Oddly, Donkey Kong would not appear as a playable character in this game's sequels. Rather, it would be some of the characters from the previous titles and brand new ones too. In these games, Donkey Kong would be the one who would be kidnapped by King K. Rool. King K. Rool in the first game stole Donkey Kong's banana hoard. While his motives were unclear, an employee of Rare said that without any bananas to eat, Donkey Kong would die of starvation. So, it was only natural that Donkey Kong and his pal Diddy Kong would go out to reclaim their treasure.
Following the SNES era of games, Donkey Kong went on to appear in Donkey Kong 64 for the Nintendo 64. In this game, he and a bunch of buddies team up to take down King K. Rool, who managed to construct a device capable of destroying Donkey Kong Isle, where they all reside. The ship that the machine was on crashed on a rock, and halted the progress of their plans, giving Donkey Kong the time to go and thwart him once again.
Rare leaves, the series continues on
In the early 2000s, Nintendo did a surprising move and sold Rare to competitor Microsoft. An era had ended, though the series that they revived would continue on. Nintendo bought the characters that Rare had created through the Donkey Kong series, most notably Diddy Kong, Dixie Kong, and King K. Rool, and continued to manufacture, publish, and on rare occasions even develop new Donkey Kong games. Their first venture post-Rare was a series developed in conjunction with Namco titled Donkey Konga. A music title, this game came with a set of DK Bongos. A DK Bongo had two drums and could hear when the player clapped. The player would have to keep with the rhythm in the game by drumming and clapping. In all, there were three games released in the series, including Donkey Konga, Donkey Konga 2, and Donkey Konga 3, the latter game being released exclusively in Japan.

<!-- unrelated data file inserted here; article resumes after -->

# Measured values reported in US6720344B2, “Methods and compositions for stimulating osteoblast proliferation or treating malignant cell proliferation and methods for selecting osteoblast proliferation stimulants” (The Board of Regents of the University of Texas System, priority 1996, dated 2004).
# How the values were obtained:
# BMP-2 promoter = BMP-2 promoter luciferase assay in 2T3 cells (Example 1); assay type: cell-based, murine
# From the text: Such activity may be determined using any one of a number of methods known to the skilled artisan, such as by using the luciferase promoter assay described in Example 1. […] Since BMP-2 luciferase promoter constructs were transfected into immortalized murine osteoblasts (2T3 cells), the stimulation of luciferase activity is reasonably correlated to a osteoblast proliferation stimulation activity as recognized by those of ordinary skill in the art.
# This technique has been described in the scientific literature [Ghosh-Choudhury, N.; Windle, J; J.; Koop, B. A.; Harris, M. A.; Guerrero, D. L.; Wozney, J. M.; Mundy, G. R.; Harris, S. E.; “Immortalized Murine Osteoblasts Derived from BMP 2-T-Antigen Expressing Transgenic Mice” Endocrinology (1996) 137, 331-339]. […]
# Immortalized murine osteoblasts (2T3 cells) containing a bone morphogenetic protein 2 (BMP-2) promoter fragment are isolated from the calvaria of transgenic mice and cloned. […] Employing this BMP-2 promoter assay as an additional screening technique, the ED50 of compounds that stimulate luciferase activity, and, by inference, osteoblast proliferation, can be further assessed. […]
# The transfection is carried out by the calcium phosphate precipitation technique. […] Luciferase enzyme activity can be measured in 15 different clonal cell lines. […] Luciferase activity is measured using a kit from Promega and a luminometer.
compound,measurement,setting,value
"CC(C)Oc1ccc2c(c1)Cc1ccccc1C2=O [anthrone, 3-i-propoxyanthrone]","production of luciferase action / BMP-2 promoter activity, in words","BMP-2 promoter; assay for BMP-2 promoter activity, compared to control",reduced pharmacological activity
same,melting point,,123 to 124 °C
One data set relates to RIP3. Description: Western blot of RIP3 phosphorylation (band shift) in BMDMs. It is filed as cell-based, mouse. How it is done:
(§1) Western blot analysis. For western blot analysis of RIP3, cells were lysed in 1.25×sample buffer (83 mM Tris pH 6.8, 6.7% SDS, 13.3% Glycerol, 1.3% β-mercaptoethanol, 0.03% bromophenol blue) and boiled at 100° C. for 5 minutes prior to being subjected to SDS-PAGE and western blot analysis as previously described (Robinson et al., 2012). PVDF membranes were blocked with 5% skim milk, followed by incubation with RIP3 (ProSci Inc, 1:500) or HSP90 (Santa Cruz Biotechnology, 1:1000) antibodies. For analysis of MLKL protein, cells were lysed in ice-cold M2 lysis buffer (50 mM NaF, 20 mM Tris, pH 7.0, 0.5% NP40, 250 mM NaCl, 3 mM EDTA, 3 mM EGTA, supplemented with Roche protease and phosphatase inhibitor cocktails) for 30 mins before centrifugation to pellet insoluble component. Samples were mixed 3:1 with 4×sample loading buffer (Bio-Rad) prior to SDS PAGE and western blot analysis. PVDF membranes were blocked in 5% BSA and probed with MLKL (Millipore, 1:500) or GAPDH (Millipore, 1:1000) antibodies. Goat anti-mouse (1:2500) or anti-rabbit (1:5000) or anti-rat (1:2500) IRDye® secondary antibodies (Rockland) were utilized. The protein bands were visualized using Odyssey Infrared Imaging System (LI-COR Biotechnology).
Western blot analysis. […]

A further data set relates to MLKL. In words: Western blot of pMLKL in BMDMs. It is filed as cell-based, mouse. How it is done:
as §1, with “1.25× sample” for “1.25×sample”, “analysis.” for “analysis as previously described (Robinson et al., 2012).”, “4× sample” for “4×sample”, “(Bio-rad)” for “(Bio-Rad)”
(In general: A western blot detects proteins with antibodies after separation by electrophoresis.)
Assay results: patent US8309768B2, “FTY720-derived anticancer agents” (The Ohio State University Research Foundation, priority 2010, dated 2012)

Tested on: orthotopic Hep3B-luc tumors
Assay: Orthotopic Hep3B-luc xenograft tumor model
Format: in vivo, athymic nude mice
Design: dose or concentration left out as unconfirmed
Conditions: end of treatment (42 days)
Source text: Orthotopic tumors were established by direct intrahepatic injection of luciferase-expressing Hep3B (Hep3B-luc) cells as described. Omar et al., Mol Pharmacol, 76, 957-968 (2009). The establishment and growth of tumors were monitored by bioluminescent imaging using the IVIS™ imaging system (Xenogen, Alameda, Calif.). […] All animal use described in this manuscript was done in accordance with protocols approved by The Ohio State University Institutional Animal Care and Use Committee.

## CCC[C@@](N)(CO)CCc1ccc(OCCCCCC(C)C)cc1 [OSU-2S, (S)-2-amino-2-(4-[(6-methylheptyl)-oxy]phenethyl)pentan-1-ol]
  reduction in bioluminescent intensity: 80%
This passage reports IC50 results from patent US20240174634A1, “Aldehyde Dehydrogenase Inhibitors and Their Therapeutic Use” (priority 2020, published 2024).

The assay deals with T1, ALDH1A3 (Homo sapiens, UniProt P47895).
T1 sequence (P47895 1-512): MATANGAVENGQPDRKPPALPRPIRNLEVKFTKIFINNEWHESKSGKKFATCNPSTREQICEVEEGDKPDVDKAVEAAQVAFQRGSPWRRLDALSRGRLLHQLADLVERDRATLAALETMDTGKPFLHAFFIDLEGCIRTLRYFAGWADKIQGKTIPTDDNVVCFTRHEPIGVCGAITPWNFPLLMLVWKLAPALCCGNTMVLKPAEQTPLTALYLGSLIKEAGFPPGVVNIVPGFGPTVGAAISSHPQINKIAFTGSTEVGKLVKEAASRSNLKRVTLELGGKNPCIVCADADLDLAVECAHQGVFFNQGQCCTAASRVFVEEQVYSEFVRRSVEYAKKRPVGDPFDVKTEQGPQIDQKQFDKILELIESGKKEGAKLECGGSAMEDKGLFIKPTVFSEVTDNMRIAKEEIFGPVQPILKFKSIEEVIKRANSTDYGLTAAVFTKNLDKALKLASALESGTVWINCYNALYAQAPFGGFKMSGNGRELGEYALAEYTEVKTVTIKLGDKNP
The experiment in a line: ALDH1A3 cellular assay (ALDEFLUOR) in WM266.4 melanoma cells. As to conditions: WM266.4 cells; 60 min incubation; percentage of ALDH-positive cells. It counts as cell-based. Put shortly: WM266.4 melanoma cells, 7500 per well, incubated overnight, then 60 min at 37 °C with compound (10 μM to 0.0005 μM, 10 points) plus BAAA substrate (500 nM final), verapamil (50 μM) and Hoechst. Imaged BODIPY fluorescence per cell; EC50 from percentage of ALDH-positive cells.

Meanwhile, Paon was given rights to develop Donkey Kong games, and created DK: King of Swing, DK: Jungle Climber and Donkey Kong: Barrel Blast for the Game Boy Advance, Nintendo DS, and Wii, respectively. The two former games were part of a series of games where Donkey Kong and crew would grasp onto spheres hanging in mid-air and climb to the top of stages. The games were greatly compared to the NES classic Clu Clu Land, which was developed by Nintendo. Donkey Kong: Jungle Beat for Wii was critically panned and was considered by many as too hard to control.Nintendo Software Technology in Redmond, Washington created Mario vs. Donkey Kong for the Game Boy Advance in 2004. This game reunited the original cast of Donkey Kong excluding Pauline, albeit the Donkey Kong used in this game was the one that Rare created. This is confusing, however, as they made it seem like it was the same one present in the original arcade classic. The game was successful and the developers ended up creating a sequel for the Nintendo DS titled Mario vs. Donkey Kong 2: March of the Minis, which actually featured Pauline. In the game, Donkey Kong would once again kidnap Pauline, and Mario, using miniature toys, would have to save her.